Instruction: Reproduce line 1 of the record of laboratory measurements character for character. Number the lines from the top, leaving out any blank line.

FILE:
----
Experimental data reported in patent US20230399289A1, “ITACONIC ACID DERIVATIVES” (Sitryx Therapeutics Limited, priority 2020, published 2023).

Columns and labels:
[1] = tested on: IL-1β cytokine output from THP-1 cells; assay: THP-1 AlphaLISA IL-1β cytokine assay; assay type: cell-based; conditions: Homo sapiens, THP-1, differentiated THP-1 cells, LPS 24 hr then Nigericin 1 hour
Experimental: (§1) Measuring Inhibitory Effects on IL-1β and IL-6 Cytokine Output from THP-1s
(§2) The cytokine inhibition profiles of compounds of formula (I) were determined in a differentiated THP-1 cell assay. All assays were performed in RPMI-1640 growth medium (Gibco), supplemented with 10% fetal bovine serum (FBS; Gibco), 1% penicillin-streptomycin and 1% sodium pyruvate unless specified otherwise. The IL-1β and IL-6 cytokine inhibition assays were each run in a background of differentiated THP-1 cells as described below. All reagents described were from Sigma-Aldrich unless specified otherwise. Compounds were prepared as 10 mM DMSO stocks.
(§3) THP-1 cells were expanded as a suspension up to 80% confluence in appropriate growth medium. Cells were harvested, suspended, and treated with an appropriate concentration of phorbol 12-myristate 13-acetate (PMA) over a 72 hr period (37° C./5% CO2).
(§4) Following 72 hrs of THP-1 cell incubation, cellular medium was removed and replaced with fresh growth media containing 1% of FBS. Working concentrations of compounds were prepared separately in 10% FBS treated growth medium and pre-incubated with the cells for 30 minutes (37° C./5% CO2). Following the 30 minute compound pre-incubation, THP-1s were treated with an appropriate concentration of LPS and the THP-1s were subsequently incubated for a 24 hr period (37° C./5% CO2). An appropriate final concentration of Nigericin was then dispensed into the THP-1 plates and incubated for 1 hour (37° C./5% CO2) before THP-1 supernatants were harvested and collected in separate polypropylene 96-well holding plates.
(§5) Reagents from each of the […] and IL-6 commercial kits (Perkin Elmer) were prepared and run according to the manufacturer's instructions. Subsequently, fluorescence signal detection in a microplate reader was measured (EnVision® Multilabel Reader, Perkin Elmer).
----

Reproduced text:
Experimental data reported in patent US20230399289A1, “ITACONIC ACID DERIVATIVES” (Sitryx Therapeutics Limited, priority 2020, published 2023).